Monday, March 30, 2009

Revisiting Risk: The Accident

This post is about my friend John and the accident he was part of when his BMW motorcycle hit the side of a garbage truck one morning on the way to work. This happened a long time ago now --- in October of 2007. The circumstances of the crash don’t matter.

Physically the accident was a tragedy. John suffered severe trauma to his right leg as a result of the collision and after 14 months of surgical and medical combat a life threatening infection led to an amputation. He's now moving towards acquiring his first prosthetic leg.

A simple question comes to me from time to time as I think about John and his journey. He has remained pretty optimistic most of the time and seems to plan ahead to new adventures. It would be easy to take another path in this situation.

What would I do if I was involved in an accident?

A recent ride home from work. I’m traveling 50 mph in the right-hand lane of a four-lane road. A silver Dodge minivan is slowly passing me on the left. Ahead and to my right at a stop sign is an SUV waiting for a chance to cross both lanes and turn left to head back into town. My eyes scan the road ahead, the van to my left, the front wheels of the SUV. My head is calculating options. The SUV driver is watching the approaching traffic waiting for the precise moment to move their foot from the brake to the accelerator. I can see their face, their eyes. We are all involved in a complex dance of behavior, choices and decisions. Options fade quickly as we reach the point of no return. The moment when there are no options should anyone fail to do their part. It’s a moments like these that I think about my friend John.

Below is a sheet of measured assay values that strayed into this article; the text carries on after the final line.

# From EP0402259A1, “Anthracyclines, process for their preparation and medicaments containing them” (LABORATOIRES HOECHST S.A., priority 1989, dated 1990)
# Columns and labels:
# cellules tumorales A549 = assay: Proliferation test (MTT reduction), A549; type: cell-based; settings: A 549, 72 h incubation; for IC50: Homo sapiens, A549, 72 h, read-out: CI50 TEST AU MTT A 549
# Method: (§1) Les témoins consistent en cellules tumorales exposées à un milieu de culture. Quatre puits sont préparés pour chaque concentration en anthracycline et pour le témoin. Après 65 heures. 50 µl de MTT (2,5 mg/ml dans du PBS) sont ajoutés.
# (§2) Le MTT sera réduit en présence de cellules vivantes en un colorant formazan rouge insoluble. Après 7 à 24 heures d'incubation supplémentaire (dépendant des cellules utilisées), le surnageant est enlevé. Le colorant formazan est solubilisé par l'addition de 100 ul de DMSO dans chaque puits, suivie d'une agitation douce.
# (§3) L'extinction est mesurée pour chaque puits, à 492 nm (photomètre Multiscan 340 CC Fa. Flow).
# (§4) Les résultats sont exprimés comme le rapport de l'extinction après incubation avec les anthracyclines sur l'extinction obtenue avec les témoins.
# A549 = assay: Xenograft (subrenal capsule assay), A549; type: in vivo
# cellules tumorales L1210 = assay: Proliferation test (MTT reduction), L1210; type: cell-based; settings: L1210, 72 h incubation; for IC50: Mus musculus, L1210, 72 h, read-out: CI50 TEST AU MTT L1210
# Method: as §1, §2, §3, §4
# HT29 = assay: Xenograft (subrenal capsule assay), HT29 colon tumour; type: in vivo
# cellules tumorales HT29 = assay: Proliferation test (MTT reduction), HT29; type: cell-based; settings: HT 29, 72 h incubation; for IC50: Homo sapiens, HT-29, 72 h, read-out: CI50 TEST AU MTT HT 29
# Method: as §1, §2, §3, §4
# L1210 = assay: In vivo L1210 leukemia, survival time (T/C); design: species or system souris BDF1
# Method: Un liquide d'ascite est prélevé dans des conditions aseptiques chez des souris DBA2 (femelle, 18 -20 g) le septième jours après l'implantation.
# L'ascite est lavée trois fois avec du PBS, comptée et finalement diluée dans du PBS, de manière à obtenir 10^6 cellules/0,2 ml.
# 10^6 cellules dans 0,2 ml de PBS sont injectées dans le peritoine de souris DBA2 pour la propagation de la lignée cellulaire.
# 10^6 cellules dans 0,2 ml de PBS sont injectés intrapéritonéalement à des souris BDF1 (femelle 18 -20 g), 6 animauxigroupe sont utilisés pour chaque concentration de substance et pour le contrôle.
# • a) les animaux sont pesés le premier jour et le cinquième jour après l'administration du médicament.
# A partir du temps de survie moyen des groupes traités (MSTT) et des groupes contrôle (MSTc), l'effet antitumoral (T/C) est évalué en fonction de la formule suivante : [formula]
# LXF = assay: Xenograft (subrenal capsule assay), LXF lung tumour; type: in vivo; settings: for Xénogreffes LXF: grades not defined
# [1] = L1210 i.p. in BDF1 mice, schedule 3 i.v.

I don’t think about motorcycle or scooter accidents a lot. I know they can happen and I know that risk can be managed to a great extent. Responsibility falls squarely on my shoulders in taking and managing them.

Back to my question. What would I do if I were in a bad accident? I’ve talked to others who have given up riding after a near miss let alone a collision. Would I do that? There really is no way to tell for sure what I would do but I have to say John’s experience has been instructional in a way I would not have thought back when it first began.

John Rides Again

John was not a recreational rider. Riding was part of his life and who he is. He wrestled with the question himself and yesterday boarded a plane for Florida to pick up a motorcycle and ride it back to Pennsylvania. That’s quite a ride for the first ride after an accident, minus one leg, and no prosthetic leg yet. I talked with John last week and he told me that all the amputee support groups and counselors advise he continue on with his life like nothing happened.

His decision did not sit well with everyone. His minister said in a letter that John shared that his decision to ride again amounted to nothing more than a big “fuck you” to everyone who cared about him through these past months. I asked John what his wife thought about a new motorcycle (she is an MSF instructor) and he told me that she said he would be one with the bike by the time he got home. John took that as an affirmative response.